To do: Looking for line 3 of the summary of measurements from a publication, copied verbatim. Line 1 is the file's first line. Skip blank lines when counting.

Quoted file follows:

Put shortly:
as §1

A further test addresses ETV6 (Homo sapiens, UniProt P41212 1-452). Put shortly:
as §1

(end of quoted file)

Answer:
A further test addresses ETV6 (Homo sapiens, UniProt P41212 1-452). Put shortly: